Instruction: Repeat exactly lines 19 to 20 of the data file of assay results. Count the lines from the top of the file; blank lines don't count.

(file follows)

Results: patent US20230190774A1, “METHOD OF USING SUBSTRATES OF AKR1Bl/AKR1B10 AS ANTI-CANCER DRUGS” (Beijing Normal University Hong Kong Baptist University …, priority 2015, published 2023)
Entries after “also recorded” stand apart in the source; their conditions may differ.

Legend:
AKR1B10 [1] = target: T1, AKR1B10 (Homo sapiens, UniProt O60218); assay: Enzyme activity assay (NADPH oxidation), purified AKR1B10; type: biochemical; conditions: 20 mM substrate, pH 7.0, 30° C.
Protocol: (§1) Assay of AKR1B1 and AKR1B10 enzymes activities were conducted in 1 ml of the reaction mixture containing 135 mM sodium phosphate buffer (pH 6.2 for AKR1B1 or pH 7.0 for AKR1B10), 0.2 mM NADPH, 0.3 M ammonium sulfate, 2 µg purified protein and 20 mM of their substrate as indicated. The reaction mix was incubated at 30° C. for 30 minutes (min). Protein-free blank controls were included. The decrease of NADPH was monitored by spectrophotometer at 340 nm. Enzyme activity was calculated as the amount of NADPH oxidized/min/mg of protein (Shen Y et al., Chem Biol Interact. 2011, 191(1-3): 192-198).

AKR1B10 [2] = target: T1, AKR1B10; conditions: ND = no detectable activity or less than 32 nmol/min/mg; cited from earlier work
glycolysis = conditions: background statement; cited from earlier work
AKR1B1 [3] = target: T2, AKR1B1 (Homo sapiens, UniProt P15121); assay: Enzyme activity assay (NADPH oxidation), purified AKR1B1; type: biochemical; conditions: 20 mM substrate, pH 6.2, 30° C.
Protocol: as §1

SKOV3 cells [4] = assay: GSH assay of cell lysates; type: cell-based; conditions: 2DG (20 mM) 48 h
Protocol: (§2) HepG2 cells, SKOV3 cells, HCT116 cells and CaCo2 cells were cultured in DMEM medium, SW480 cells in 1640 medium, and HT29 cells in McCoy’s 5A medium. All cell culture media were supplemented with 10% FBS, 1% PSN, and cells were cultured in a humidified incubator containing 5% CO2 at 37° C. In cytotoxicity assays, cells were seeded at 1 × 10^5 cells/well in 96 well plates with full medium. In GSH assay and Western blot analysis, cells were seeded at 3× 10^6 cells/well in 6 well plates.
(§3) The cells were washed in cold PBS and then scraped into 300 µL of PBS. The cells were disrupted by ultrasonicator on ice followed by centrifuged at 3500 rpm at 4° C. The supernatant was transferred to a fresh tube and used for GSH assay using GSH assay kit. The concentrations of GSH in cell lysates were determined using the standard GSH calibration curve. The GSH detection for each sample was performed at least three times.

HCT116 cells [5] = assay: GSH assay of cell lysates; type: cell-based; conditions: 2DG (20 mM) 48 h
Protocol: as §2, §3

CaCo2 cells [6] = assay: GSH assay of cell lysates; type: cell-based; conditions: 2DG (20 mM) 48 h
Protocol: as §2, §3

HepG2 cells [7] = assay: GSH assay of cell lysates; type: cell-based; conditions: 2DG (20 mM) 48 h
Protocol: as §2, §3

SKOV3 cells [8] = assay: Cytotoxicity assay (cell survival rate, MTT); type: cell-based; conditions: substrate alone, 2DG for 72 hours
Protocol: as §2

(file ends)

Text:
SKOV3 cells [8] = assay: Cytotoxicity assay (cell survival rate, MTT); type: cell-based; conditions: substrate alone, 2DG for 72 hours
Protocol: as §2